Cricketing Season: it is contemplated by the patrons of this noble and health inspiring game, resident in East Kent, to make a neary attempt this season at reviving the spirit which once pervaded the Kentish youths of excelling in the manly art of cricket. Sir Courtenay Honywood has had, under the able direction of the veteran Fuller Pilch, an excellent cricket ground formed on his estate at Evington, for the use of the cricketers of Elmsted and its neighbourhood, and Edward C. Dering Esq. of Surrenden, has bestowed the like attention for that vicinity, while at Canterbury the St. Lawrence ground is likely at a nearly date to be the scene of provincial matches. In pursuance of a resolution come to at the close of last year, a club is about to be formed by the tradesmen of Canterbury for the purpose of occasional practice when the ground is not otherwise occupied, and for playing two or three friendly matches during the summer months. Members of this society can be enrolled at the Saracens Head Inn.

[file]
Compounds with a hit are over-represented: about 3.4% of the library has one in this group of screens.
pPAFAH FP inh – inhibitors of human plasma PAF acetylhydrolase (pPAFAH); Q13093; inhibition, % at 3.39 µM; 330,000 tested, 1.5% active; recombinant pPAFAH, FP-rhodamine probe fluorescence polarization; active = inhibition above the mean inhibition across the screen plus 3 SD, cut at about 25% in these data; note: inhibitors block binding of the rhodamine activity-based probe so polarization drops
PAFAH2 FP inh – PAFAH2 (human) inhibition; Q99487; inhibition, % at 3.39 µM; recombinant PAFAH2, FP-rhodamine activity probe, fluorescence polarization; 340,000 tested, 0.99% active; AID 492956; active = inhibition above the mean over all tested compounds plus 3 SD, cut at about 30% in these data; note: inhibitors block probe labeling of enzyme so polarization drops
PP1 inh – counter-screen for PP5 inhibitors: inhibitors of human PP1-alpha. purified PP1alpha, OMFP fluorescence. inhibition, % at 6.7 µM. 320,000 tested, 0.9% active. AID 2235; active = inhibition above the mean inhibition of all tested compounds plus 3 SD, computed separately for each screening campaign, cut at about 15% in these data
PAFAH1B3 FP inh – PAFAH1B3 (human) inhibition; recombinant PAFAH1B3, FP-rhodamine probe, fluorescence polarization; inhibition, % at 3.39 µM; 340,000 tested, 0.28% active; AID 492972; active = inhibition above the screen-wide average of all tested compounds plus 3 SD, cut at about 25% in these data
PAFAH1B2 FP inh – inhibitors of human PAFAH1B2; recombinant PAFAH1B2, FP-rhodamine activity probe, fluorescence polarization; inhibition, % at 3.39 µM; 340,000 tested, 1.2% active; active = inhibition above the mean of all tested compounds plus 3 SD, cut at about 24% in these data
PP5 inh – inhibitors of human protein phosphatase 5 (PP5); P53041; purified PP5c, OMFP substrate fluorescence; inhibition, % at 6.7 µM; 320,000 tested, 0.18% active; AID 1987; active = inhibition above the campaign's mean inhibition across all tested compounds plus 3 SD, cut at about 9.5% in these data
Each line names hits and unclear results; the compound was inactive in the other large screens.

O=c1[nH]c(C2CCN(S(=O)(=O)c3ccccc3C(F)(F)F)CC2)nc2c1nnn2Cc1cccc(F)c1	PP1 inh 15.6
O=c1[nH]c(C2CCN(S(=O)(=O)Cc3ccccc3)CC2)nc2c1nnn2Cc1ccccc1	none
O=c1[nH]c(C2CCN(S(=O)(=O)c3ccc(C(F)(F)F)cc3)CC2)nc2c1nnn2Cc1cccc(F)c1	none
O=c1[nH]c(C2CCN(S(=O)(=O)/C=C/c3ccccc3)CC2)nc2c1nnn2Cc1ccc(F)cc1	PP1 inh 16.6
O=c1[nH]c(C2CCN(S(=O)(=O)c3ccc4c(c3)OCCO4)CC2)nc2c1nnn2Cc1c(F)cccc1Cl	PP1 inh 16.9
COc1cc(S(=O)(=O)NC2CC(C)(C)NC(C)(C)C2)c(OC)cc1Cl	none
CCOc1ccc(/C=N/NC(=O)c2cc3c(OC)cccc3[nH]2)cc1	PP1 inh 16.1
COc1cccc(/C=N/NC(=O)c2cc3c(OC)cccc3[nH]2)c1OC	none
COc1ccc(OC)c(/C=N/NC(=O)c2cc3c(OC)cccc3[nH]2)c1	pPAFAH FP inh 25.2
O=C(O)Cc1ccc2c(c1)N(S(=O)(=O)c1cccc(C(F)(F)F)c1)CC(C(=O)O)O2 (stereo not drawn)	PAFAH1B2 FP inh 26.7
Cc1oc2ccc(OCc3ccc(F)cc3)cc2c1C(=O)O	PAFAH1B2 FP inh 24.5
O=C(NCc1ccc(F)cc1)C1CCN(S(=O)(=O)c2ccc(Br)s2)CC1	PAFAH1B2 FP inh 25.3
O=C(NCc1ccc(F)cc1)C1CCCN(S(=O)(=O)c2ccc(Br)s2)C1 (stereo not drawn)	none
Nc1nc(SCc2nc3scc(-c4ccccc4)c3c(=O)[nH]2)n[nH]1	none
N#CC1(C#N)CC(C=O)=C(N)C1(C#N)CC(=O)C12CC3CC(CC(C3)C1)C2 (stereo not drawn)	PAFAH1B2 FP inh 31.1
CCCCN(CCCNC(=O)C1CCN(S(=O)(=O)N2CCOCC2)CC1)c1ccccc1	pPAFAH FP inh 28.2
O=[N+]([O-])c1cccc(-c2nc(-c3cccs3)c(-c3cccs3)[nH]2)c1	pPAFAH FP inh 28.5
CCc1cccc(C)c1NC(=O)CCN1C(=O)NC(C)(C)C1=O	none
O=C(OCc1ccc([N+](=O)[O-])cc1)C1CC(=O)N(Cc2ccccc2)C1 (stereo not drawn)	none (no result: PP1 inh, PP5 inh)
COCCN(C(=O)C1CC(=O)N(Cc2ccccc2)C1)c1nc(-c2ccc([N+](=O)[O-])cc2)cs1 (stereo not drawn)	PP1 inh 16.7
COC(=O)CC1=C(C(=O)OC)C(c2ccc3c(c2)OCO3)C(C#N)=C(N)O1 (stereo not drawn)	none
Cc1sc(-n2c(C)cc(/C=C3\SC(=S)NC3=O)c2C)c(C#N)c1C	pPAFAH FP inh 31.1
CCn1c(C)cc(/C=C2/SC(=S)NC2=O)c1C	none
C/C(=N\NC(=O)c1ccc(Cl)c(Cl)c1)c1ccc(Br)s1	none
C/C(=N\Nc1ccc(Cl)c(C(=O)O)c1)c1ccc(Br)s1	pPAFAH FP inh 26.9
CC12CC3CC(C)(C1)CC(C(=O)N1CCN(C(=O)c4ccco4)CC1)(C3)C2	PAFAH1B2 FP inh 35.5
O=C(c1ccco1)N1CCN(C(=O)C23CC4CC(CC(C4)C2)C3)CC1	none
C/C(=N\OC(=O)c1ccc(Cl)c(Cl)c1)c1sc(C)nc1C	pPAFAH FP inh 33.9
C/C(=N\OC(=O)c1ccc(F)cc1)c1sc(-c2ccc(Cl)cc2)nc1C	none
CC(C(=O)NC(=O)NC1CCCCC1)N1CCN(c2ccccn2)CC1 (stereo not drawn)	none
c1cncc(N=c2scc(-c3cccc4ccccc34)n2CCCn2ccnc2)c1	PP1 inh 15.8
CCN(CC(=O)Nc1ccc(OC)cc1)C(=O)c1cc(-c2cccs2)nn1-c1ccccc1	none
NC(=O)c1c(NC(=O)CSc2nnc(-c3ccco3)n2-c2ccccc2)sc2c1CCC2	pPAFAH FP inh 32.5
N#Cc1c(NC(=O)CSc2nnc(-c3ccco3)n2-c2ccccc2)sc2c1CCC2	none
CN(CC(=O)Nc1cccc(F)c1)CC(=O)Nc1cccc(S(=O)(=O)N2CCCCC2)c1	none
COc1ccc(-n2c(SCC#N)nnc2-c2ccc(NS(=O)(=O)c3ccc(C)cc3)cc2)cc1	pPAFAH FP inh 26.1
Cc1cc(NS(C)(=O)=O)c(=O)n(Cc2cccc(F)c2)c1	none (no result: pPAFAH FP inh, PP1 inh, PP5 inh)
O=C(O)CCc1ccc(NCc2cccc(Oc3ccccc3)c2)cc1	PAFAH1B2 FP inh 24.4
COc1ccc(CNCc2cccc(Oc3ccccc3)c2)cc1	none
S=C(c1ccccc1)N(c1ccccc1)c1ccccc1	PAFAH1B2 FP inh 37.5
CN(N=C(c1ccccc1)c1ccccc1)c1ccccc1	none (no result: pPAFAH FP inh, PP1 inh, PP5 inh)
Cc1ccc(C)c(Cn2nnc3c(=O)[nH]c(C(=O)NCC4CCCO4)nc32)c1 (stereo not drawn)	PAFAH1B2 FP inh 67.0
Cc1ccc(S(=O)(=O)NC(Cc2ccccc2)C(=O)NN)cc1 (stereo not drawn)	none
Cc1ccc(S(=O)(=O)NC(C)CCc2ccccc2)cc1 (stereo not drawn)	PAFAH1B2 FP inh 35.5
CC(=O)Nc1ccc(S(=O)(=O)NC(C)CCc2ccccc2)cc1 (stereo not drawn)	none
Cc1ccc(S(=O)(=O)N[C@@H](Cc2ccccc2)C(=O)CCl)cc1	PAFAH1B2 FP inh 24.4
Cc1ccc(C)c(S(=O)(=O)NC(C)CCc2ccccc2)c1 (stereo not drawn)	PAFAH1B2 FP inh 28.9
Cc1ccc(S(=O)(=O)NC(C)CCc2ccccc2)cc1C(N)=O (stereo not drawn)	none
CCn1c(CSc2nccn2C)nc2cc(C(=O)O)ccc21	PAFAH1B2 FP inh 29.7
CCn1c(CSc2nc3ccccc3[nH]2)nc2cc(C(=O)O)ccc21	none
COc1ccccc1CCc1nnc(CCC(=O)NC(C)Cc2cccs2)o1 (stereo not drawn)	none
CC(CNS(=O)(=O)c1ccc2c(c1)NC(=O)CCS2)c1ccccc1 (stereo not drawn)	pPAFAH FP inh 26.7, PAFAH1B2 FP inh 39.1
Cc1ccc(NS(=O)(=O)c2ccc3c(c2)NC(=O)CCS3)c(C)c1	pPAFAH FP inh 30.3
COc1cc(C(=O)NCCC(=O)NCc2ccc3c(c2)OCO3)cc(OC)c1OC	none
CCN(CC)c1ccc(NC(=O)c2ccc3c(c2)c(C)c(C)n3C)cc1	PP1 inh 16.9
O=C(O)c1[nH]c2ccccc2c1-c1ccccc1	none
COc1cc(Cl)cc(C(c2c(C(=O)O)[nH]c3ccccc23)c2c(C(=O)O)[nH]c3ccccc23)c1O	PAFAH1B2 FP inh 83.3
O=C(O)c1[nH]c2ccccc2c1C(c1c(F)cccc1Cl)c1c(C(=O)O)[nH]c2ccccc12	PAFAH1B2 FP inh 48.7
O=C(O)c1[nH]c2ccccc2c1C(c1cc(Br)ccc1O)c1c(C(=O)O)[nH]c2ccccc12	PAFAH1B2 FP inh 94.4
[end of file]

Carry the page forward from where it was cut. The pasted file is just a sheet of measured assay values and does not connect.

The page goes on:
07 Jun 1859 of the Kentish Gazette

George Over
was summoned by his master, Mr. Sutton of Bavinge Farm, Elmsted, for misconduct. It seemed that the defendant had complained to his master of the rhubarb pudding, and on being told that he need not eat it, behaved in a very insolent manner.
During the absence of Mr. Sutton at Dover, with the East Kent Yeomanry, defendant abused his mistress, neglected his work, and stayed out the whole of one night.
The defendant said he might as well take a dose of salts as eat rhubarb pudding-(alaugh)- and he did not begin to swear till his master set him the example.
The bench directed that he should have a change of diet for a month at St. Augustine's.

6 Aug 1861

On Thursday evening, a large number of persons assembled in a field near the Woolpack Inn, to witness a match of Running between the Elmsted and Smeeth Clubs. Both parties went very cautiousy to work and not withstanding the great efforts made by the Elmsted club, the Smeeth, rather brisker than common, succeeded in gaining 6 strokes to their opponents 5. They afterwards adjourned to the Woolpack Inn, where supper was provided and a pleasant evening spent, being enlivened by the Mersham band, who played several lively tunes during the evening, and in addition there were several other musical performers.

12 March 1861 of the Kentish Gazette